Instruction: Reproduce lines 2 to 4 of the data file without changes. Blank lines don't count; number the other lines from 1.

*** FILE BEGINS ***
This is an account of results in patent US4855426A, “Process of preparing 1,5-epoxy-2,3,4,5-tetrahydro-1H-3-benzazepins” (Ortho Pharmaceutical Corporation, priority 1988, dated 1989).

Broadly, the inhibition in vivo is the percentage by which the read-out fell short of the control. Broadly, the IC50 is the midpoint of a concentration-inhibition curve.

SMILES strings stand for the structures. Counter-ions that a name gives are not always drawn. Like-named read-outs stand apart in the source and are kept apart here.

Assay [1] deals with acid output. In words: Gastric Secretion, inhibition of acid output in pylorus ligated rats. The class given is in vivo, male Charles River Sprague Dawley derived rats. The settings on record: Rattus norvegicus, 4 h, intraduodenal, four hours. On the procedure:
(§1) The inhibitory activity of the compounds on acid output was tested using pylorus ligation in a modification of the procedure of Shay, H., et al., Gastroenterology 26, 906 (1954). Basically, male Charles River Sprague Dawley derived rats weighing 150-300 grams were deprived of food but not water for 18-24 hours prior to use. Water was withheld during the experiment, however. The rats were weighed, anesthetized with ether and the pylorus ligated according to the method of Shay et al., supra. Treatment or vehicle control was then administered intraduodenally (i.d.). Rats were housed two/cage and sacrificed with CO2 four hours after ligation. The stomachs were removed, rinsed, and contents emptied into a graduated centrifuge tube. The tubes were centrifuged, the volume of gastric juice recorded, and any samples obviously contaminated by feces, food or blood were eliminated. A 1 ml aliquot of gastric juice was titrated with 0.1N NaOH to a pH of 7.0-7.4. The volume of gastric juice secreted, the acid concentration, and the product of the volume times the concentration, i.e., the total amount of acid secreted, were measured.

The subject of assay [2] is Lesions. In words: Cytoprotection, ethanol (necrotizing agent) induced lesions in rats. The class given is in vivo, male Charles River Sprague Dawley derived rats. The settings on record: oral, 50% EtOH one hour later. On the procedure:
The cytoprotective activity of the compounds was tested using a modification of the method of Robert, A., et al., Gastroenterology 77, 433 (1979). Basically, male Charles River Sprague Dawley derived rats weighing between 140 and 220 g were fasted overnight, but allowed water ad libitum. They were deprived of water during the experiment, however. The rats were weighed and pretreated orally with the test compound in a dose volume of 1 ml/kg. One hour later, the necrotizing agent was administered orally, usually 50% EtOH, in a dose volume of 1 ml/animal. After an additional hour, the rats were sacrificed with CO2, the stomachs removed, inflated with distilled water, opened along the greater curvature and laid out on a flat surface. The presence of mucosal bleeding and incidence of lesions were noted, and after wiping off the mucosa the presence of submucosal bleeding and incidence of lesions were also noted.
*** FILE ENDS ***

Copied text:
Broadly, the inhibition in vivo is the percentage by which the read-out fell short of the control. Broadly, the IC50 is the midpoint of a concentration-inhibition curve.

SMILES strings stand for the structures. Counter-ions that a name gives are not always drawn. Like-named read-outs stand apart in the source and are kept apart here.

Assay [1] deals with acid output. In words: Gastric Secretion, inhibition of acid output in pylorus ligated rats. The class given is in vivo, male Charles River Sprague Dawley derived rats. The settings on record: Rattus norvegicus, 4 h, intraduodenal, four hours. On the procedure: